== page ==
Norman Barnes.

Norman Barnes, in his lab at NASA Langley Research Center in Hampton, demonstrates how he can use fiber optical line to move a laser light in any direction he needs it to go. (Photo by Jeff Caplan/NASA Langley Research Center / March 25, 2014)

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  • Birth: April 27, 1942, in Cleveland, Ohio
    Occupation: senior research scientist for the Laser Systems Branch, NASA Langley Research Center
    Favorite sports team: Cleveland Browns
    First job out of college: Texas Instruments in Dallas, developing laser target designators used during the Vietnam War to allow smart bombs to locate targets
    Interests: Woodcutting and skiing
  • Capitalizing on science
  • Engineer crafty with a car, skillful with subs
Once again, a wedding ring is one of the most dangerous things in Norman Barnes' line of work.

Barnes is senior research scientist for the Laser Systems Branch at the NASA Langley Research Center and a recognized leader in the field of optics. He's also been married for 36 years, but you won't catch him with a ring on his finger when he's manipulating the fundamentals of light. Years ago, Barnes worked for steel manufacturer Republic Steel, where workers were cautioned not to wear jewelry while operating machinery. The warning gained added weight when a co-worker disregarded the rule and unwittingly got his ring caught in some machinery along with his finger. The accident put Barnes in the habit of not wearing a ring, and the wedding band that he now wears would actually still pose a risk in Barnes' work because it could deflect the powerful beam into his eyes.

"It's not quite as dramatic as having your finger torn off," he said, "but I have known several people who have impaired vision because of laser accidents."

That kind of off-the-cuff honesty has helped define a researcher who has helped pave the way for innovations ranging from making smart bombs more effective to monitoring the planet's atmosphere.

His candor grew out of a desire to distance himself from the science nerd stereotype, shaping him into a self- described cutup whose humor has occasionally caused problems.

Ironically, he got into science to find problems to solve.

Barnes' family lived on a small farm in Brunswick, Ohio, about 20 miles from Cleveland. He was born on April 27, 1942.

As a child, Barnes liked solving puzzles, such as word jumbles and crosswords. His father nurtured that interest by giving him a book about electricity, which the techie tyke used to build his own radio and other models to experiment with.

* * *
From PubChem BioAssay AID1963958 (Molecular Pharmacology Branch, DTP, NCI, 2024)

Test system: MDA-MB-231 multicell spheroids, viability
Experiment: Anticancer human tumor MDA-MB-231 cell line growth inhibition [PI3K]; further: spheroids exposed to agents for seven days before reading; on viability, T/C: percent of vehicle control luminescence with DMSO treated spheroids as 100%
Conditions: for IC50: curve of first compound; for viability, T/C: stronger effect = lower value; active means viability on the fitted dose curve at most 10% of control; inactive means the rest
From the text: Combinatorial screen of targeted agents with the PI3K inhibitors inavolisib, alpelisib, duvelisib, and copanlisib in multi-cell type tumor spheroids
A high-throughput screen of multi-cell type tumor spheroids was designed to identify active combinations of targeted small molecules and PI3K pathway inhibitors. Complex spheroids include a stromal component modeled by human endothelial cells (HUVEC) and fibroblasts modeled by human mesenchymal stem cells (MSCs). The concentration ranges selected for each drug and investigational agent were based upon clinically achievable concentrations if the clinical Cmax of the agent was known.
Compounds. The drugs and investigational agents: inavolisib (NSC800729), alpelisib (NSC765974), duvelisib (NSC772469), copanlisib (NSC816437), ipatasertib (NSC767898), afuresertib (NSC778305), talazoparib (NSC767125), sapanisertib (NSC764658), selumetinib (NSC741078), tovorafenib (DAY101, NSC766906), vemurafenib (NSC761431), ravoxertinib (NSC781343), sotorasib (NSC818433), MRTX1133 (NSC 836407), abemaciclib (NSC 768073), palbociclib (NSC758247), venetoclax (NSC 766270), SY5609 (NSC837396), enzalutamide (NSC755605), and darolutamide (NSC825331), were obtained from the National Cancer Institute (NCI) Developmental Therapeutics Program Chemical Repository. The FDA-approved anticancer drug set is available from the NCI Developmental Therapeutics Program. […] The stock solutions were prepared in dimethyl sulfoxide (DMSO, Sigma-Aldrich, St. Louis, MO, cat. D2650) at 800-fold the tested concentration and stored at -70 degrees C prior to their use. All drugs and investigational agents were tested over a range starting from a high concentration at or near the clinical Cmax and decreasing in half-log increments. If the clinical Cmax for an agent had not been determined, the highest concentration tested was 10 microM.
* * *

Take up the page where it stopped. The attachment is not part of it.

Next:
But being the only boy out of three children meant most of his time was spent doing chores like watching chickens and the family cow. In addition to his electronics pastime, Barnes found relaxation in science fiction novels such as "Starship Troopers" and "Stranger in a Strange Land."

It was around that time that Barnes' humor began to emerge. By high school, everyone knew he was into science- oriented activities, earning him the not-always- appreciated stereotype.

Smarting off was a way to cope, he said.

"I'm already sort of the 'science guy'" to other students, Barnes said. "It was kind of a way to become more human."

Not everyone appreciated the tactic.

Once, a high school math teacher was illustrating principal and interest using a mortgage as an example. The example, however, was a low-cost home that prompted questions from a fellow classmate about how great such a low-priced abode could be. The teacher responded that the house would come with the basics, like running water.

"I said, 'Yeah, probably because the roof is leaking,'" Barnes said. "It went over well with the class. It didn't go over well with the teacher."

By that time, Barnes had also met a fellow science enthusiast.

Richard Reznik, now chairman of the chemistry department at Asbury College in Kentucky, was a newcomer to Brunswick during Barnes' freshman year. Reznik had heard about Barnes' scientific know-how, Barnes said, and one day just showed up at the farm door.

Reznik's father had died, so Barnes' dad became almost a surrogate parent, Reznik said. He and Barnes became best friends.

"It was really nice," Reznik said. "We just had a lot in common in that there weren't that many people in high school who were good at math or science."